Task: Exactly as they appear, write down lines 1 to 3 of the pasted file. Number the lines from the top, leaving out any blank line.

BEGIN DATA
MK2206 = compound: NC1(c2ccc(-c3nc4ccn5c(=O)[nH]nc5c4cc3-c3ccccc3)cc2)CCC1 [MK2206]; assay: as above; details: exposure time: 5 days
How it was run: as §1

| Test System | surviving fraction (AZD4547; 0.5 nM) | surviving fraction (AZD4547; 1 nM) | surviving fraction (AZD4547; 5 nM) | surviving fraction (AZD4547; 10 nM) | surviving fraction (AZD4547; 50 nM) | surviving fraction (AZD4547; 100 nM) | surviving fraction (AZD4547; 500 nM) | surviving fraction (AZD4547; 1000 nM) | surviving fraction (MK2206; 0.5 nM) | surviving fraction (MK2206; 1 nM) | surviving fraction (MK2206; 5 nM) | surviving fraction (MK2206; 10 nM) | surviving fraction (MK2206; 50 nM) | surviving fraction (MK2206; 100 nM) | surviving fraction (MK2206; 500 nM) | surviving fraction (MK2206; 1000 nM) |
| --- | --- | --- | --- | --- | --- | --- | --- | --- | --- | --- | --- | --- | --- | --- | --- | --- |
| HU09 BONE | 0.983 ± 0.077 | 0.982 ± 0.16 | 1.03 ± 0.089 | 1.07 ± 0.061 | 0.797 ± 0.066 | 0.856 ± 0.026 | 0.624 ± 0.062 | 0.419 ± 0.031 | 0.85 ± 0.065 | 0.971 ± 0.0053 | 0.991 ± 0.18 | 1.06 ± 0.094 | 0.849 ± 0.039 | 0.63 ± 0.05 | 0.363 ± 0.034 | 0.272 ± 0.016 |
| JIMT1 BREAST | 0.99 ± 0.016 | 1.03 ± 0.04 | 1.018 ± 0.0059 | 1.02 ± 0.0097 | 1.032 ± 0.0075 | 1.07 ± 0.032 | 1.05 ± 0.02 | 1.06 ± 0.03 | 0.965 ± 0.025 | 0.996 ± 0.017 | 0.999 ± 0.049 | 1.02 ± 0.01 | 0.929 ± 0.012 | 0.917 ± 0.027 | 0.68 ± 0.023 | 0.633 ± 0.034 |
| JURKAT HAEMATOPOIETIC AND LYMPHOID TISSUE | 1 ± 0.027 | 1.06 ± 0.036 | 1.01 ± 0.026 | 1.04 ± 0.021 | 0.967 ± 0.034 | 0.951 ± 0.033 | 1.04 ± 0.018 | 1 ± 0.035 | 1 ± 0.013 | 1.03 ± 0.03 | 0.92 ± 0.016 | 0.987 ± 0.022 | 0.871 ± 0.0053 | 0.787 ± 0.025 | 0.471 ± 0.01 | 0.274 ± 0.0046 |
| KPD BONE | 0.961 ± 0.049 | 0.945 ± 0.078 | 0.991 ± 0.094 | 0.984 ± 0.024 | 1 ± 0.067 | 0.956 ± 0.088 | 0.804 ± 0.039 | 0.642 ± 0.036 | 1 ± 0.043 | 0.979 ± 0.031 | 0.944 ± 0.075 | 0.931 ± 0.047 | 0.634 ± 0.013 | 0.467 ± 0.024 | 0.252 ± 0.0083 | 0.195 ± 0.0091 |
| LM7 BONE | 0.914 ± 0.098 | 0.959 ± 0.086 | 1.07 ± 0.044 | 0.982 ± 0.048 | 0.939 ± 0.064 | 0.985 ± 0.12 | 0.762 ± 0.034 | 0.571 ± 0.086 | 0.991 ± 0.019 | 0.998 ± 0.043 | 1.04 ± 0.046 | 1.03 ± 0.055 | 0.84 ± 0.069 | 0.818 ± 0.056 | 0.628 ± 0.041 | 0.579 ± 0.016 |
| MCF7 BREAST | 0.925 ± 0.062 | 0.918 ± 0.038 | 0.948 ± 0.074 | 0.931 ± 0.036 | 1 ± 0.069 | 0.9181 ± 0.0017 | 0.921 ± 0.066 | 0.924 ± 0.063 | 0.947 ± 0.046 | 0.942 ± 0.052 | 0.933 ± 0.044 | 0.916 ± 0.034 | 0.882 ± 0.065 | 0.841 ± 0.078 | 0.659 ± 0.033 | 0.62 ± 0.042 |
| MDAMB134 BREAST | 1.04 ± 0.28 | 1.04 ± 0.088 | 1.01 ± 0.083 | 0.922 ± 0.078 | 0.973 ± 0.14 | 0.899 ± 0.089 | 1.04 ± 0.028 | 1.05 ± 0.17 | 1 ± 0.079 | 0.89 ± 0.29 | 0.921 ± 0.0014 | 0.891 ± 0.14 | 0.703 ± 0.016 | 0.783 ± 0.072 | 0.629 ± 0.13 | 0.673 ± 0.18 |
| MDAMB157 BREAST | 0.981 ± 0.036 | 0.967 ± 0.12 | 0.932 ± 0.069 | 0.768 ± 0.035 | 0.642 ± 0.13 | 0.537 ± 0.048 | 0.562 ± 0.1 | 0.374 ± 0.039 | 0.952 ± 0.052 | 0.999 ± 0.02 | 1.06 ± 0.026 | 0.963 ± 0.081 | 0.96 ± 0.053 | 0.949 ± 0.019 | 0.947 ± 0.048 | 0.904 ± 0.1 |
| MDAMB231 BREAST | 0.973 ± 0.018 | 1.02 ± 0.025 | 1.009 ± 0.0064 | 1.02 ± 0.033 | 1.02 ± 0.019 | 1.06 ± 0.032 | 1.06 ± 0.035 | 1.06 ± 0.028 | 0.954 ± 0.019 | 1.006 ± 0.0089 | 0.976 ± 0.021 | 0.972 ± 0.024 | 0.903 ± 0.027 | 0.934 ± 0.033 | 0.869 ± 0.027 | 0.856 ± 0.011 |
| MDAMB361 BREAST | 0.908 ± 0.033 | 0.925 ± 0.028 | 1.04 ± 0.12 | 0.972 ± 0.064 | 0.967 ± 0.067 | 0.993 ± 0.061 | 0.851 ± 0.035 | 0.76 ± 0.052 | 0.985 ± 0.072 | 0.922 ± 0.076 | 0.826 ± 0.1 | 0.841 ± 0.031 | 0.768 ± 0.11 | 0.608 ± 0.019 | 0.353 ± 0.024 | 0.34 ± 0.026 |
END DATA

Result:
MK2206 = compound: NC1(c2ccc(-c3nc4ccn5c(=O)[nH]nc5c4cc3-c3ccccc3)cc2)CCC1 [MK2206]; assay: as above; details: exposure time: 5 days
How it was run: as §1

| Test System | surviving fraction (AZD4547; 0.5 nM) | surviving fraction (AZD4547; 1 nM) | surviving fraction (AZD4547; 5 nM) | surviving fraction (AZD4547; 10 nM) | surviving fraction (AZD4547; 50 nM) | surviving fraction (AZD4547; 100 nM) | surviving fraction (AZD4547; 500 nM) | surviving fraction (AZD4547; 1000 nM) | surviving fraction (MK2206; 0.5 nM) | surviving fraction (MK2206; 1 nM) | surviving fraction (MK2206; 5 nM) | surviving fraction (MK2206; 10 nM) | surviving fraction (MK2206; 50 nM) | surviving fraction (MK2206; 100 nM) | surviving fraction (MK2206; 500 nM) | surviving fraction (MK2206; 1000 nM) |